Article 4, Section 1 of the National Agreement specifies:
 
          "The union will submit written proposals if applicable within a
       reasonable period after notice of the proposed change.  Bargaining
       will begin as soon as possible, and will not exceed ten (10)
       working days.  All issues not resolved at that time may be
       referred to the Federal Service Impasse Panel for resolution under
       its rules."
 
          You were notified of the change in method of making building
       location assignments on July 21, 1983.  You requested negotiations
       on July 22, 1983, and the parties began bargaining on July 28,
       1983.  Proposals continued to be submitted by both parties
       throughout the bargaining and mediation sessions which ended on
       August 12, 1983.
 
          This matter is now before the Impasse Panel, and any
       correspondence concerning this case should be directed to the
       Panel.  It is inappropriate, and contrary to the contractual
       provision, to be submitting a written proposal to management while
       the issue is currently under the jurisdiction of the Panel.
 
    Respondent mailed a copy to the FSIP.  At the same time, Schmidt read
 the memorandum to the Union and the FSIP over the telephone.
 
    By letter dated November 10, 1983, the Union requested the FSIP to
 find its final proposal negotiable and in accordance with the Statute.
 (G.C. Ex.11).  On November 28, 1983 the FSIP declined jurisdiction.  The
 FSIP stated, in part, as follows:
 
          Because there are threshold questions concerning the Employer's
       obligation to bargain over the Union's proposals the Panel
       declines to assert jurisdiction until the questions have been
       resolved in an appropriate forum.  (G.C. Ex. 12).
 
    On December 27, 1983, Respondent notified the Union, inter alia, that
 it had fulfilled its bargaining obligation on the issue and would
 implement its last best offer made in August 1983 on January 9, 1984.
 (G.C. Ex. 13).
 
    In response to this announcement, Huey sent MAMPSC a letter dated
 January 5, 1984, but received January 6, 1984, stating that the October
 24, 1983 proposal was still on the table and requesting that MAMPSC
 either negotiate or submit the matter to arbitration.  (Tr. 113;  G.C.
 Ex. 14).
 
    On January 9, 1984, MAMPSC distributed 3000 copies of a new "You and
 the PSC" circular implementing the new procedure.  Initial printing
 arrangements for the circular had been made in mid-December.  The new
 policy changed the existing past practice by making organizational needs
 rather than employee preferences the primary consideration in work
 location assignments.  Respondent stated, "Although every reasonable
 effort will be made to accommodate individual needs and preferences,
 employees should realize when applying for a position which has
 vacancies in both buildings that there is a possibility that they may
 not be assigned to the building of their preference." (G.C. Ex. 15).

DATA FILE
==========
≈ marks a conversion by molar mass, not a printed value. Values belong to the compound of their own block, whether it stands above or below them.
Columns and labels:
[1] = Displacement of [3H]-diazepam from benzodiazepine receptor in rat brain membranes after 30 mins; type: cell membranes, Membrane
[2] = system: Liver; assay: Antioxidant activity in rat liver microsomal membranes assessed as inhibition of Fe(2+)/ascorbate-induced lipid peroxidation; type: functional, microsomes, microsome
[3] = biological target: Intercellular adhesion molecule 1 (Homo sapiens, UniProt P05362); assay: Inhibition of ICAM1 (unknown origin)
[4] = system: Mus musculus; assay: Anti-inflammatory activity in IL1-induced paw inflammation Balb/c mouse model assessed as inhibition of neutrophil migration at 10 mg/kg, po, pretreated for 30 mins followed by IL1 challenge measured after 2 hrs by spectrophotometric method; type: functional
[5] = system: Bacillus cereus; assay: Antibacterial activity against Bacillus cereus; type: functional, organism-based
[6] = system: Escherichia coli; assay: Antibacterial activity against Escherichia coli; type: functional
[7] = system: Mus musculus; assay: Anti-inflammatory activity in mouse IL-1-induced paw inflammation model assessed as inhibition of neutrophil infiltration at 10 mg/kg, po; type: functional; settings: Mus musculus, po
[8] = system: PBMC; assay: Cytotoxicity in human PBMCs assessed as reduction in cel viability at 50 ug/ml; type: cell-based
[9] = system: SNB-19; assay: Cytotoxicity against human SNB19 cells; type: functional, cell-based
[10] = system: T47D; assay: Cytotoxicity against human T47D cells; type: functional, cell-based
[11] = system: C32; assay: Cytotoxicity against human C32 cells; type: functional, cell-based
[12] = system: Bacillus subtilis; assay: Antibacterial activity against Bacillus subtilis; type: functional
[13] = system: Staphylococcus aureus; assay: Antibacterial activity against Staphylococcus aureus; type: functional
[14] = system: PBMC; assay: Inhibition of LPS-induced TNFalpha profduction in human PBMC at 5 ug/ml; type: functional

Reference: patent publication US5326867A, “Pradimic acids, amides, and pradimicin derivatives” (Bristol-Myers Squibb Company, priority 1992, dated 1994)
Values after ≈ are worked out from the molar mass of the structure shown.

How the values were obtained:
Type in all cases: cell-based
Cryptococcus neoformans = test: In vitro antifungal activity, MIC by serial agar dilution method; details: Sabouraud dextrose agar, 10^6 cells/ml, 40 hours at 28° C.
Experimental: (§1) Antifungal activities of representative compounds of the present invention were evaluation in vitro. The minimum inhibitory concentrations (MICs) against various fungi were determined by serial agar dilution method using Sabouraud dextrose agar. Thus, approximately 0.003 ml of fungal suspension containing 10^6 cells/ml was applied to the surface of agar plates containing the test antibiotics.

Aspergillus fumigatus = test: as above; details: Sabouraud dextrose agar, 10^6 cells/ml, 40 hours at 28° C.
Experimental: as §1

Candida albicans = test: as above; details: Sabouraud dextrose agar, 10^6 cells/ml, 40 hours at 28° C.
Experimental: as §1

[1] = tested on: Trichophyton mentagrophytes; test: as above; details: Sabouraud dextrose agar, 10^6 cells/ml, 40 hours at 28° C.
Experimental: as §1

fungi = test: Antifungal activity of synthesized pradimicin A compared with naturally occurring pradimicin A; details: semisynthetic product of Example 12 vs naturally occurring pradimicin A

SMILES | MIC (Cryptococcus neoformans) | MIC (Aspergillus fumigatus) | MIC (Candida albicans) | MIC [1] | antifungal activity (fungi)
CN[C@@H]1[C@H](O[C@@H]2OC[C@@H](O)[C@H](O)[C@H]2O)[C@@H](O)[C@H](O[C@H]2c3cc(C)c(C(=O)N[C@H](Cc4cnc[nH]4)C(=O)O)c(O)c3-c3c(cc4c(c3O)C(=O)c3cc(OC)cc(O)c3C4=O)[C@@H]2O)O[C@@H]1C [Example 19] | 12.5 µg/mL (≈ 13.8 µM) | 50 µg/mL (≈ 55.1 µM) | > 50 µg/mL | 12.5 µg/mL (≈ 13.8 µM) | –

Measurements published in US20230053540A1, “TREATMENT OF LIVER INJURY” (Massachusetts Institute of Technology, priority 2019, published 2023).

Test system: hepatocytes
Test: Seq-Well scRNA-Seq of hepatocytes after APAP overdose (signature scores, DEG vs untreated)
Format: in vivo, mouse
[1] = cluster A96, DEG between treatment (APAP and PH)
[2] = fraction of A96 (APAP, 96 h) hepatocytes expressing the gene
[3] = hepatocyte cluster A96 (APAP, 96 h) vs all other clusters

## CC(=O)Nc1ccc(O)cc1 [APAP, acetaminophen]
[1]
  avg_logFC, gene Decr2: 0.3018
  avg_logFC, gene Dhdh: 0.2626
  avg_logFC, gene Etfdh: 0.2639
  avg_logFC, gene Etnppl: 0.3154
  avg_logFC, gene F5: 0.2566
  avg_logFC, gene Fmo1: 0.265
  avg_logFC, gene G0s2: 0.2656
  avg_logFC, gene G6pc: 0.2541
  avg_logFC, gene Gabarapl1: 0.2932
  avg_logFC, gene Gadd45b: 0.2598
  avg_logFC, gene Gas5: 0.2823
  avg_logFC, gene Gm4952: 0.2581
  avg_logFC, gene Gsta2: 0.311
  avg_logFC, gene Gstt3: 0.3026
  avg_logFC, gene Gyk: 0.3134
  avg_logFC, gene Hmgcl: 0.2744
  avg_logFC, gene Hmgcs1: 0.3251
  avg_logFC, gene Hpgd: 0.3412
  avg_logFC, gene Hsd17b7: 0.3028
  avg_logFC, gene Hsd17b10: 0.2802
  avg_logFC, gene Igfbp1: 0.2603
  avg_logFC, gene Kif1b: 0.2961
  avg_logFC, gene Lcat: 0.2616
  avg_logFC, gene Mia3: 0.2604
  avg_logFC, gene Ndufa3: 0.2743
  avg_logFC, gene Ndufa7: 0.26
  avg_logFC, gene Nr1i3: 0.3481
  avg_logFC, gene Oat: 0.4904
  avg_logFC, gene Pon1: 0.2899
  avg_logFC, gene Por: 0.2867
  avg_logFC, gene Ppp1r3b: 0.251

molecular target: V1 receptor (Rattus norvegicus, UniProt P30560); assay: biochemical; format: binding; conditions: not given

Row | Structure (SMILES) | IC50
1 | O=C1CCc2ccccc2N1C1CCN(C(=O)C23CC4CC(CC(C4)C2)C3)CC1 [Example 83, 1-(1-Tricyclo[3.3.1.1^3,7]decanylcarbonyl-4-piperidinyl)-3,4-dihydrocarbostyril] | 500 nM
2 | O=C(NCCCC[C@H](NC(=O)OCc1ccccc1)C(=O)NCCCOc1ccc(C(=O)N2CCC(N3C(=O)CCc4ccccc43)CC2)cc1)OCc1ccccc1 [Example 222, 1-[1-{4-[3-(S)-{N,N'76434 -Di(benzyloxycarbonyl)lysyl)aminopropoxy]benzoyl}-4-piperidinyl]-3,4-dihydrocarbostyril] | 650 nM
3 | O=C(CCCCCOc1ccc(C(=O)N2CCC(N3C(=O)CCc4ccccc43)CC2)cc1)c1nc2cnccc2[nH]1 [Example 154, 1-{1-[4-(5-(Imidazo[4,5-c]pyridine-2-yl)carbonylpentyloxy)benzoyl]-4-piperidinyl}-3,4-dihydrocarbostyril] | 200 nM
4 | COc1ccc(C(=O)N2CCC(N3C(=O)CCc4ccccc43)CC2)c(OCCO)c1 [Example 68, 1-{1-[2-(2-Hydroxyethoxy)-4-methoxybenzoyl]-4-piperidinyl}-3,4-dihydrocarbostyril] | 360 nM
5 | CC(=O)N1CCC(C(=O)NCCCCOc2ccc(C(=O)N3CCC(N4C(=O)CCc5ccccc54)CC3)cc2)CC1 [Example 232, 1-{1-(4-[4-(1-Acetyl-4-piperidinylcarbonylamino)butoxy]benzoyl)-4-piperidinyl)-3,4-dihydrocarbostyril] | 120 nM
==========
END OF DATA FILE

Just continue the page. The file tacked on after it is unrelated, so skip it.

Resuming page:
BACKGROUND OF ARTICLE IV OF THE NATIONAL AGREEMENT /3/
 
    Article IV, Section 1, as applicable to the present case, states:
 
          The Union will submit written proposals if applicable within a
       reasonable period after notice of the proposed change.  Bargaining
       will begin as soon as possible, and will not exceed ten(10)
       working days.  All issues not resolved at that time may be
       referred to the Federal Service Impasses Panel for resolution
       under its rules.
 
    Bargaining over the national agreement, of which Article IV is a
 part, encompassed an 18 month period from June 10, 1080 through and
 including December 21, 1981.  The bargaining process encompassed both
 general sessions between all team members from both sides and "side-bar"
 meetings between selected representatives of the teams.  The union
 negotiators in the side-bar meetings were not authorized to enter into
 agreement during these meetings and, in fact, brought back all
 Respondent proposals to the team as a whole for discussion.  This
 procedure was also used regarding Article IV.  It was the articulated
 position of the Union throughout the bargaining sessions, that it would
 not waive any of its statutory rights in the agreement.
 
    Arthur Johnson, AFGE, Local 1336 president, treasurer of the National
 Council of Social Security Payment Center Locals, and chief spokesperson
 for the consolidated AFGE unit was a negotiator (side-bar and general
 sessions) and signatory on the agreement.  He testified on behalf of the
 Union regarding bargaining history.  As to the quoted provision of the
 Article, supra, Respondent initially asked that there be no unreasonable
 delay in mid-term bargaining.  This was based upon the
 mediator/arbitrator's insistence that the parties shorten their
 bargaining process.  In response to Respondent's position, the Union in
 February or early March 1981, first proposed that mid-term bargaining
 not exceed 60 days. Subsequent bargaining occurred over Article IV,
 Section 1, as applicable herein, and the Union proposed the present "10
 working day" language.
 
    The cited portion of the agreement does not qualify the word "working
 day" with the adjective "consecutive" or other modifier.  The cited
 agreement article does not explain nor discuss what procedures the
 parties would use should FSIP fail or refuse to assert jurisdiction.
 There have been no agreements or arbitration decisions clarifying the
 meaning and intent cited section of the Article.  The cited provision of
 the Article is silent as to what would happen after ten days of
 bargaining occurred if a request to FSIP were not made.
 
    Donald M. Mings, director of the MAMPSC, was deputy chief negotiator